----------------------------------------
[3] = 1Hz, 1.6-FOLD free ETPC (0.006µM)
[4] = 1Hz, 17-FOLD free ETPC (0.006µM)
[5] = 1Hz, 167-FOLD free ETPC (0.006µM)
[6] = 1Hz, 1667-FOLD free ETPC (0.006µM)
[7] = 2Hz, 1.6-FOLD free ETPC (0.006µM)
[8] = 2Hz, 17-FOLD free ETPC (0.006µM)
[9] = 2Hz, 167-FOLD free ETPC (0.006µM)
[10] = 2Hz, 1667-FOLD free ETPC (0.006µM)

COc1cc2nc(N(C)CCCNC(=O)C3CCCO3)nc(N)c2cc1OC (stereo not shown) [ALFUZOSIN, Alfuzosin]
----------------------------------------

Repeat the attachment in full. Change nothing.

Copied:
[3] = 1Hz, 1.6-FOLD free ETPC (0.006µM)
[4] = 1Hz, 17-FOLD free ETPC (0.006µM)
[5] = 1Hz, 167-FOLD free ETPC (0.006µM)
[6] = 1Hz, 1667-FOLD free ETPC (0.006µM)
[7] = 2Hz, 1.6-FOLD free ETPC (0.006µM)
[8] = 2Hz, 17-FOLD free ETPC (0.006µM)
[9] = 2Hz, 167-FOLD free ETPC (0.006µM)
[10] = 2Hz, 1667-FOLD free ETPC (0.006µM)

COc1cc2nc(N(C)CCCNC(=O)C3CCCO3)nc(N)c2cc1OC (stereo not shown) [ALFUZOSIN, Alfuzosin]